In this case, had the Supreme Court of Canada found that young Ryan could sue his own mother in negligence, and had he been able to show that she had breached a duty of care that caused his condition, then that would effectively have operated as nasty precedent in the life of his mother. Such a finding would ‘legally colour’ how she was perceived outside of tort law. And even socially. And as the court noted, there could be harmful emotional aspects as well.

Were child welfare authorities to investigate the family, as is too often the case where there are grossly under-supported mothers with medically complex kiddos & youth, their investigation would uncover that Cynthia Dobbs had already been found legally negligent by a court.

Although the test for negligence under child welfare legislation is not the same as it is in tort law, contrary to the children’s song sticks and stones, names (like “negligent mother”) can cause legal damage down the road.

Dobbs was prepared to assume all of that risk, for Ryan. For his future care. So that his needs could be met. She would not have appreciated that it may also have made him more legally vulnerable.

All of which means that Dobson v Dobson was not at all what it was framed as at the time. It was about disability care & support in the context of #complexmothering. And it was about the extraordinary lengths a caregiving mother would go to to access it.

How was that missed you may wonder? It was missed because complex care of infants and children is way off the radar in law. Not only in tort law but in many areas of law where mothers seek support. It was missed because it was not the issue that went before the court. The practice of finding ways and means to access support for severely disabled children is much the same now, as it was in 1999, when this cases was decided. Mothers try this way and they try that way, and as in Dobson often times they do not prevail.

Sheila Kathleen Jennings

I was inspired to create Law’s Mum by two insightful Canadian Bloggers. One of them is known simply and mysteriously as ‘Claire,’ <;, (link sadly down) while the other is Donna Thomson, whose Blog “The Caregiver’s Living Room” is well known, as is she.

Law’s Mum aims to fill a gap in the Blog-Sphere. I Blog about complex care, supports, mothers, law & policy. I do this in a factual manner & I also provide critical commentaries. These have to do with of how law deals with mothers & their claims for support & recognition.

This Blog joins the other Blogs where status recognition is being fought for.

It’s my hope that Law’s Mum will be interesting to those who are curious about some of the legalities in this area of care and support law. And also to those who support the status recognition of caregivers more broadly.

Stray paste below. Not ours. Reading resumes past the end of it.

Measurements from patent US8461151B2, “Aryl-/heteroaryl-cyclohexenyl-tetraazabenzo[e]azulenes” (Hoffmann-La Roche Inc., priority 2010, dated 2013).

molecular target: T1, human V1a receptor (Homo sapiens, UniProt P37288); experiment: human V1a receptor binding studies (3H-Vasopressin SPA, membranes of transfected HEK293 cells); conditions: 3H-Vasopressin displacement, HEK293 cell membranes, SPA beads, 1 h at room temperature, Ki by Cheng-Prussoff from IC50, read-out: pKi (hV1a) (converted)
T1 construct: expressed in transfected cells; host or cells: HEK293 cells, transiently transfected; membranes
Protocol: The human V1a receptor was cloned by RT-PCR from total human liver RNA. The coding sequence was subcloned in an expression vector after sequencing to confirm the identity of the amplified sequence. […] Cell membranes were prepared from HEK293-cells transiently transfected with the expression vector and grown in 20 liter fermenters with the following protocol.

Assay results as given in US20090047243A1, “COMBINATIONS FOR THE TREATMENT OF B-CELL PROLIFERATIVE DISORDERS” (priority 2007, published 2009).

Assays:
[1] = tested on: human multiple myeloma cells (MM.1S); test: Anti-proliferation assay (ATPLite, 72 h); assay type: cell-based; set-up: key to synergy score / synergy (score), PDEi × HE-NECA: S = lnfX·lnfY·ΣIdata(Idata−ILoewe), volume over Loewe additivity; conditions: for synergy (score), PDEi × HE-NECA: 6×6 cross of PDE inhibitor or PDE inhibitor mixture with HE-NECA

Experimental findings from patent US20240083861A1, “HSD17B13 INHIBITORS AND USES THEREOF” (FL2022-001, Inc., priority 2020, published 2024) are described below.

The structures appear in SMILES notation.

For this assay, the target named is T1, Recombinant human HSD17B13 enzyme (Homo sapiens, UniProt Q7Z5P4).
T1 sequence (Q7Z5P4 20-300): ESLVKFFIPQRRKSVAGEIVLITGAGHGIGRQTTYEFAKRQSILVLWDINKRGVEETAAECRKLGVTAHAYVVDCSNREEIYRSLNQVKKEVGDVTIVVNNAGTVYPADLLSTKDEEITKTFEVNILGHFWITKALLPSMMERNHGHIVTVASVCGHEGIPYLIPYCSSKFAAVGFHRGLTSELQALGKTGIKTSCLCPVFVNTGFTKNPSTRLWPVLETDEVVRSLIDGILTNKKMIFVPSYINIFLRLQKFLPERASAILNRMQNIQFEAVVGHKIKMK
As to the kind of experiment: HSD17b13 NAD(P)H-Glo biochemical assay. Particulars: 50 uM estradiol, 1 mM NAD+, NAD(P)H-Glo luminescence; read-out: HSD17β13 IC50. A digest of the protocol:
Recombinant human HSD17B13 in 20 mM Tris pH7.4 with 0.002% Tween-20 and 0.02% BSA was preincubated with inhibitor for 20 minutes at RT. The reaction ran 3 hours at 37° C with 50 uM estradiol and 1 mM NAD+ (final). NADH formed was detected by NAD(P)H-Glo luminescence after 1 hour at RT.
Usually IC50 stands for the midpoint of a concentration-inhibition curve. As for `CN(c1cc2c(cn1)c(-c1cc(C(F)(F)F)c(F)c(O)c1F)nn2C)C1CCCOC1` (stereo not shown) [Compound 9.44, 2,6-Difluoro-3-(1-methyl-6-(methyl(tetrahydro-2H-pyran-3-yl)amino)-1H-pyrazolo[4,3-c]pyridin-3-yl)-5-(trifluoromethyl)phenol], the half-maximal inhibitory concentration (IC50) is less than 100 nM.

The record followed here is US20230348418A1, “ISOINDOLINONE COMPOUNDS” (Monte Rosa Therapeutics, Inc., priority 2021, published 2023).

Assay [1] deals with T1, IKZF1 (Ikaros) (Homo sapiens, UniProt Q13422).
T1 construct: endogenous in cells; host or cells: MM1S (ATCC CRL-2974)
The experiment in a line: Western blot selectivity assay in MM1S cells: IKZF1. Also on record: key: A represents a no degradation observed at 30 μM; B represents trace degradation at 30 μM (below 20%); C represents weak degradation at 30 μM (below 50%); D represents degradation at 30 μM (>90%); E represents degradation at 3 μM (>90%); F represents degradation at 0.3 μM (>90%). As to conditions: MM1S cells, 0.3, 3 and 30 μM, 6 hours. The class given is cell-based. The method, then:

I also hope Law’s Mum will be relevant to the lives & hearts of women & health care providers who do the lion’s share of medical care for medically fragile children, children with medical complexity or children who otherwise have severe disabilities or rare conditions.

A bit about myself. I’m the mother of three amazing young adults. I enjoy spending time with them & their partners. I like to read, especially autobiography & biography. I’m a Francophile who enjoys reading romantic historical fiction in French. I write poetry & I’m passionate about walking with the various dogs in my wider family. My partner & I are self-proclaimed film buffs & we both like to cook.

I am a non-practicing member of the Law Society of Ontario. I hold a Canadian and a US law degree. I have an MA in Critical Disability Studies from York University, undertaken in my 40’s. The area of my research was pediatric home care in the context of human rights & provincial experiences (with a focus on Ontario). I have a PhD from Osgoode Hall Law School with my dissertation entitled “The Right To Support: Severely Disabled Children & Their Mothers.”

I’m presently involved in several projects across Canada & I’m continually learning through projects which aim to improve the lives of mothers who provide complex care and of course of their children and families as well.

Last, but not least, I’m an advocate with and in the national leadership of Moms Stop The Harm (MSTH). MSTH is a network of Canadian Families whose loved ones have died from drug related harms or who have struggles with substance use.

Photos not referenced to specific media links are my own photos and they are subject to copyright (c)